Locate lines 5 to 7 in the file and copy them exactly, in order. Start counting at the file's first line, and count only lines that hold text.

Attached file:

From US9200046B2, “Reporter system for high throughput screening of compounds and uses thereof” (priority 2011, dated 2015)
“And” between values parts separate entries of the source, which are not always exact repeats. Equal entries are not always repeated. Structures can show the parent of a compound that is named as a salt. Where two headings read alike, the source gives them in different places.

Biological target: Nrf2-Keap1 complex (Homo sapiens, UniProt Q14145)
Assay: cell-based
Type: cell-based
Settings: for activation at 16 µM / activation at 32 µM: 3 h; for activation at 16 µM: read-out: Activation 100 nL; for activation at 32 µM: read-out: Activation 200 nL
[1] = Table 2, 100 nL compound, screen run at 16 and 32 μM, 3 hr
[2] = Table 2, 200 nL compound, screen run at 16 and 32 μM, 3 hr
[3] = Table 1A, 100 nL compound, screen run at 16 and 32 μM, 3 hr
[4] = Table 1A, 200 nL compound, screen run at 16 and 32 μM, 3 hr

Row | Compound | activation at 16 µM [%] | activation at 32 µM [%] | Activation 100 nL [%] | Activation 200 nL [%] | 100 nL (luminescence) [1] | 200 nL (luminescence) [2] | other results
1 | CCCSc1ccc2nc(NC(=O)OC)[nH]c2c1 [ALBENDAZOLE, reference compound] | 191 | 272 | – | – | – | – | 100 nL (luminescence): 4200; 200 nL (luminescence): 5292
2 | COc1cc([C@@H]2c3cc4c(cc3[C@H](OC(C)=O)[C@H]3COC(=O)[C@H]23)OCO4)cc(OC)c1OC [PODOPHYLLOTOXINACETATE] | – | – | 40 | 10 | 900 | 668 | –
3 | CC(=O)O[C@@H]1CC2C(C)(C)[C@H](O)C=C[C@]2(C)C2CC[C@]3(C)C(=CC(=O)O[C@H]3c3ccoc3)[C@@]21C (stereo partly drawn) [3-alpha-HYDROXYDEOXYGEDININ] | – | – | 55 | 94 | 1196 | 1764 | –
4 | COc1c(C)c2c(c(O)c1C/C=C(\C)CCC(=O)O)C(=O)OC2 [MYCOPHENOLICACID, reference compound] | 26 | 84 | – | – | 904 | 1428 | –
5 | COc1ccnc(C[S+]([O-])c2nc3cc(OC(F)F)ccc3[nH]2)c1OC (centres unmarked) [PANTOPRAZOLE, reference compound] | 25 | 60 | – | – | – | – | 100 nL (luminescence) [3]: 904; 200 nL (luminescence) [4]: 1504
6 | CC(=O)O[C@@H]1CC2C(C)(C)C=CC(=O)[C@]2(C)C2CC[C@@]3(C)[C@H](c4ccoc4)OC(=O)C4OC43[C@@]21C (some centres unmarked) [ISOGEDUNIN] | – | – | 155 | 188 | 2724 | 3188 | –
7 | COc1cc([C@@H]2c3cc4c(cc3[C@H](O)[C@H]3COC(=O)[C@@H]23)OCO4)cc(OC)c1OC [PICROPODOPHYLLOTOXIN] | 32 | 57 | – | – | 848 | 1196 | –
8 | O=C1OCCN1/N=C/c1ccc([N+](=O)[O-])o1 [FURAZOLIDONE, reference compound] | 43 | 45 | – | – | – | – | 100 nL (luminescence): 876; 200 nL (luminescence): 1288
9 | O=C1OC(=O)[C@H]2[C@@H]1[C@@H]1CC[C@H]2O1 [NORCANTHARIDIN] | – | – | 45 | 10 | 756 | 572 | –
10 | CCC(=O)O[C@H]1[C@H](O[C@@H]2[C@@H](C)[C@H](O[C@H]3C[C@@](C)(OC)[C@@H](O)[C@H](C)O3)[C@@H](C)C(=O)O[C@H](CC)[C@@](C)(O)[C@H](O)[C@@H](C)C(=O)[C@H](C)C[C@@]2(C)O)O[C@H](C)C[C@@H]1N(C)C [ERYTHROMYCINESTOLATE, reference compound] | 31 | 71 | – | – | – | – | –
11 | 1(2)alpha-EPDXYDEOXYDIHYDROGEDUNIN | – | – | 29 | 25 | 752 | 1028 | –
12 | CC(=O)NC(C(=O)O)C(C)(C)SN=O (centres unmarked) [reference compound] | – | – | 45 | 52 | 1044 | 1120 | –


Type: cell-based
Settings: for activation at 16 µM / activation at 32 µM: 3 h; for activation at 16 µM: read-out: Activation 100 nL; for activation at 32 µM: read-out: Activation 200 nL
[1] = Table 2, 100 nL compound, screen run at 16 and 32 μM, 3 hr